Flying kites during a storm to test whether lightning is an electrical phenomenon seems a rather ludicrous experiment today, but in Benjamin Franklin's day it was not so obvious.
And without his pioneering studies, Michael Faraday would have remained a bookbinder and Thomas Edison may have stuck to his records and moving pictures.
Instead, Edison developed the light bulb in 1879 and the modern electricity utility industry was born.
Nowadays, few people stare in dumb wonderment at electric lights. The only time we notice electricity is when some bright spark cuts through a mains cable or inclement weather knocks out the supply.
Finding candles and boiling water on the hob is fun for a while but, when it spoils an evening in front of UK Gold, it's very frustrating.
At one stage computers were as exciting as early electric street lamps, but today they are utility items.
So it is perhaps unsurprising that some IT brains are looking to see whether computing products and applications can be delivered using the same utility model as electricity.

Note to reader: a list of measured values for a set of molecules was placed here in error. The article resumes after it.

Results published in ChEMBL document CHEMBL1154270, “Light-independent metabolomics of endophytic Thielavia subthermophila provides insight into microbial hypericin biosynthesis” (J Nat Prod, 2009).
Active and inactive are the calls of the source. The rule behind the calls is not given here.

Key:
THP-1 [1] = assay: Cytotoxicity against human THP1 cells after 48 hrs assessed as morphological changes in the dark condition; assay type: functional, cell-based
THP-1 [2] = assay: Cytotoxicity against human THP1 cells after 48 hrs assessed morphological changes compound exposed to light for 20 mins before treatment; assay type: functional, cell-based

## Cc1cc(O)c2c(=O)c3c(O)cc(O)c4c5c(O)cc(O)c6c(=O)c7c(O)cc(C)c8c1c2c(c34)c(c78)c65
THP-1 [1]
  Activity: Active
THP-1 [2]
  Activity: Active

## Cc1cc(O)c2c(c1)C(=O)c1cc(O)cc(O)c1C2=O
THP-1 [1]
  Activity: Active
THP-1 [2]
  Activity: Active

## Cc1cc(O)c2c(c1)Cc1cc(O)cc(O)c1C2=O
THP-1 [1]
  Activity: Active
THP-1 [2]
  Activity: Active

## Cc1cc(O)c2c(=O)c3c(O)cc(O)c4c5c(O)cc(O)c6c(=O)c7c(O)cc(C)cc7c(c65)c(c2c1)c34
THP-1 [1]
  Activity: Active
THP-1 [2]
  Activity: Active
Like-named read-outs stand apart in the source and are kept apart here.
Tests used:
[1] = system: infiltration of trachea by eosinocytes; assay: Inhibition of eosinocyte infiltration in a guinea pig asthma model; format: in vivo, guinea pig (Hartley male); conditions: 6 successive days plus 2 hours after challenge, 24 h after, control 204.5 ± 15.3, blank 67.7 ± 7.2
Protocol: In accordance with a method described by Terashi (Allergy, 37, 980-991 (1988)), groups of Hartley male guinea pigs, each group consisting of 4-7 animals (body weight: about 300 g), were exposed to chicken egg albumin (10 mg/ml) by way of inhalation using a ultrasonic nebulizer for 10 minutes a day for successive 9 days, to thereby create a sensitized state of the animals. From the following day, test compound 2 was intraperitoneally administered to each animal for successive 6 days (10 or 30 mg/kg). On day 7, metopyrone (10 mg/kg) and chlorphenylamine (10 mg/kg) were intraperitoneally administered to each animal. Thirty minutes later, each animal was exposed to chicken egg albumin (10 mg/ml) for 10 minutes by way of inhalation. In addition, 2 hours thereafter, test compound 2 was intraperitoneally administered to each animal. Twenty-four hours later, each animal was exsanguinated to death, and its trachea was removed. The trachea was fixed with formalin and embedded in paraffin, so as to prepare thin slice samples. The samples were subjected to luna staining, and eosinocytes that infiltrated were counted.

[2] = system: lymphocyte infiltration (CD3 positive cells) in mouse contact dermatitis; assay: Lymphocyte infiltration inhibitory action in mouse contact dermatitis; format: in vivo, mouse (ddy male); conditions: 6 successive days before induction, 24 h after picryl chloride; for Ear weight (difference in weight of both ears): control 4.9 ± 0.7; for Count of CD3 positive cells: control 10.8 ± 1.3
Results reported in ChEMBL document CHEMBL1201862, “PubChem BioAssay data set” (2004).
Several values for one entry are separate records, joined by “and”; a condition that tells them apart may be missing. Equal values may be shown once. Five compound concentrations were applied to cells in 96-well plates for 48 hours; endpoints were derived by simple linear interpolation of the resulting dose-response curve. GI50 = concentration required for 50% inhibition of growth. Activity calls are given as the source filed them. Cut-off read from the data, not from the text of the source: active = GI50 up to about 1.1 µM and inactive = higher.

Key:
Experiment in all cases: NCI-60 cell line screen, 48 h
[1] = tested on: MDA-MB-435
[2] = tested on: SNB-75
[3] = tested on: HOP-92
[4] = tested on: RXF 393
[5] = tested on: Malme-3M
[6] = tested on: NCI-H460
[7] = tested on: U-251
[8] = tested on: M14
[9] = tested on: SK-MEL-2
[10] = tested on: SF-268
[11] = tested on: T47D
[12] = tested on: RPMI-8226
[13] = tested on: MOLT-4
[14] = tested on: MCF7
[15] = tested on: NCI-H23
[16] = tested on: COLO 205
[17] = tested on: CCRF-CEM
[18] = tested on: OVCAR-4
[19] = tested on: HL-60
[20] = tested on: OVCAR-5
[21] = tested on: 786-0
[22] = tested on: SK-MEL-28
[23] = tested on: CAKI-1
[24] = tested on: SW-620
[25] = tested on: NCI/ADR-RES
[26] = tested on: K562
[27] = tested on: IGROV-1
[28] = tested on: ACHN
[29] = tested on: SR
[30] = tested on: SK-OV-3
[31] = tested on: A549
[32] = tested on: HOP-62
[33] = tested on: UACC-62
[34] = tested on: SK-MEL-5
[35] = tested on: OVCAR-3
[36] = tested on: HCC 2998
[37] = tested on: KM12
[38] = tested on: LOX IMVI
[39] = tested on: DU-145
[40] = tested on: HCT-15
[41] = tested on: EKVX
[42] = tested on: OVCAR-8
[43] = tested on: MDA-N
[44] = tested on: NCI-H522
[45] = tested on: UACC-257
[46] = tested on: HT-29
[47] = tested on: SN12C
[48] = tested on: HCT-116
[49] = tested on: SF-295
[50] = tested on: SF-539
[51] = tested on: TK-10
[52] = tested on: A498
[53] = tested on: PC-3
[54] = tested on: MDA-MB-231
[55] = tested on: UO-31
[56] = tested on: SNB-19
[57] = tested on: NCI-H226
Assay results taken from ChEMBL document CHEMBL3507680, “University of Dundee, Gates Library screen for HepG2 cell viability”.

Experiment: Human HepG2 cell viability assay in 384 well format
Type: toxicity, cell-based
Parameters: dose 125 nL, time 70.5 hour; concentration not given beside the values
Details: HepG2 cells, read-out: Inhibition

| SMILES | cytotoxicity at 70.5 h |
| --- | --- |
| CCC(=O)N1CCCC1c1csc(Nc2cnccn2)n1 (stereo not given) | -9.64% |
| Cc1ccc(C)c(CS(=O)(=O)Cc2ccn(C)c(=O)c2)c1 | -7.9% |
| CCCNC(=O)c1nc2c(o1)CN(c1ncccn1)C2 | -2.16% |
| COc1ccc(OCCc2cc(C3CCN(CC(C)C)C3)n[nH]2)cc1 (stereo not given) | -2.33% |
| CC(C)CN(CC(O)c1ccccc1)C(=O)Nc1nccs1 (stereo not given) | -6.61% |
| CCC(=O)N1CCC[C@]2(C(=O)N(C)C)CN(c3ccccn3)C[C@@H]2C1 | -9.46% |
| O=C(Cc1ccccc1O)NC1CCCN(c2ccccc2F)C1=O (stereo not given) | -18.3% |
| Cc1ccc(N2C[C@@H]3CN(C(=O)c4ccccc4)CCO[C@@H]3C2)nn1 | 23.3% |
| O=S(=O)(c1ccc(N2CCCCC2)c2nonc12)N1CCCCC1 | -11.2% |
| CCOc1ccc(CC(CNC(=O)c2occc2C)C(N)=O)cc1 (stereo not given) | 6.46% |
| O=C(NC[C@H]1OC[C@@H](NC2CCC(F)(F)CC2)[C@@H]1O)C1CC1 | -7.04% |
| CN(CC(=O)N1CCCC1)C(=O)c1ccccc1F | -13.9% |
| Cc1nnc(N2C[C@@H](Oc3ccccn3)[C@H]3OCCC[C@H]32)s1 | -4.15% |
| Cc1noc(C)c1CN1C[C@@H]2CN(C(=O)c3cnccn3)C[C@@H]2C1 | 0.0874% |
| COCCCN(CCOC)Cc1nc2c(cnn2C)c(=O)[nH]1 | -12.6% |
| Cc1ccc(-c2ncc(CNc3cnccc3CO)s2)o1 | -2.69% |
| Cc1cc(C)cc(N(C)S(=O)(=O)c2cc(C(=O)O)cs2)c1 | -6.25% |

Last year, Hewlett-Packard (HP) and Compaq announced utility computing models, where buyers pay monthly fees for products, web access and support.
HP's model, known as Extended Office, offers hardware with preloaded business, diagnostic and antivirus software on a rental basis, while the user receives support from HP via remote networking. Resellers can handle the billing and offer additional local services.
It will be interesting to see how HP's scheme develops with the addition of Compaq's resources, and how value-added resellers can benefit.
However, all eyes were on IBM last week after Sam Palmisano announced that the company intends to pump $10bn into the utility concept.
Although Palmisano stopped short of bringing a kite onto the stage, he claimed that the model could revolutionise the way vendors and resellers sell IT products.
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